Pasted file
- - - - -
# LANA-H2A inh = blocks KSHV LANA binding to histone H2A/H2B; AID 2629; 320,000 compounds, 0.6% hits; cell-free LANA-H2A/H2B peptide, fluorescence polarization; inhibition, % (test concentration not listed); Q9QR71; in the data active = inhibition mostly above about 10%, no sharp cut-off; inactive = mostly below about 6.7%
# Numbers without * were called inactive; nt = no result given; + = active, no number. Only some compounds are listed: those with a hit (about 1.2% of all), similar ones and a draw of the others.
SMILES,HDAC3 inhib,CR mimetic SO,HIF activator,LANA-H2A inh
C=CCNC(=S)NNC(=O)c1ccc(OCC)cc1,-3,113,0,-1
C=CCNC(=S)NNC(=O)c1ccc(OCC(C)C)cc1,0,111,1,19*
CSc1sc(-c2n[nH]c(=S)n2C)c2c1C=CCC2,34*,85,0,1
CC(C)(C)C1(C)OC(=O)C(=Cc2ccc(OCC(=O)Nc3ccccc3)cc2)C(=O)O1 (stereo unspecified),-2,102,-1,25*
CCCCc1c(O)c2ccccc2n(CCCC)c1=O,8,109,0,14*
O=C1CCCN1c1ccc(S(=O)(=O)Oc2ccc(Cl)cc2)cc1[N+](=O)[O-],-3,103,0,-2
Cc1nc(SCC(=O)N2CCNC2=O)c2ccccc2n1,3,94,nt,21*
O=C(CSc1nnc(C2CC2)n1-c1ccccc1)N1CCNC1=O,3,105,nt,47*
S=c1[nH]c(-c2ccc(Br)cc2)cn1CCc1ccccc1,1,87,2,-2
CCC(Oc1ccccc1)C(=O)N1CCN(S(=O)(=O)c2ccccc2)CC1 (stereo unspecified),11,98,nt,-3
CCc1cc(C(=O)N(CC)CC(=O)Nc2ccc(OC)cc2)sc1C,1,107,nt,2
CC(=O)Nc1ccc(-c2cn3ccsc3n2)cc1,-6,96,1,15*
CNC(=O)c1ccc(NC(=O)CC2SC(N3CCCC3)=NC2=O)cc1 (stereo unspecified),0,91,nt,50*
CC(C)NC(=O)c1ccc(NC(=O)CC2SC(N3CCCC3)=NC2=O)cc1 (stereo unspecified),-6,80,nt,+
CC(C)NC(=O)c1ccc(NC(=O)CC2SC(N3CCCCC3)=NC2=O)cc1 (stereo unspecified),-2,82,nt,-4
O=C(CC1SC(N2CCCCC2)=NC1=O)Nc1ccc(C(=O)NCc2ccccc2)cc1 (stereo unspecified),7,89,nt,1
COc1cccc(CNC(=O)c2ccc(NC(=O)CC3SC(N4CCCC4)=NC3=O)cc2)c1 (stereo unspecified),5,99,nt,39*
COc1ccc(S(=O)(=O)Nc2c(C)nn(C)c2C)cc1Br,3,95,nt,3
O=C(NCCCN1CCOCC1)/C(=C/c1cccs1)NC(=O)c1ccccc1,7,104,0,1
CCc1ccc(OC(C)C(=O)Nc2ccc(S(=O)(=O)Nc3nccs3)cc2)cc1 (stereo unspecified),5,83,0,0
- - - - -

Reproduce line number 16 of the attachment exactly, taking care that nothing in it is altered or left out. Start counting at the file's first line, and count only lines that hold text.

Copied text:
CNC(=O)c1ccc(NC(=O)CC2SC(N3CCCC3)=NC2=O)cc1 (stereo unspecified),0,91,nt,50*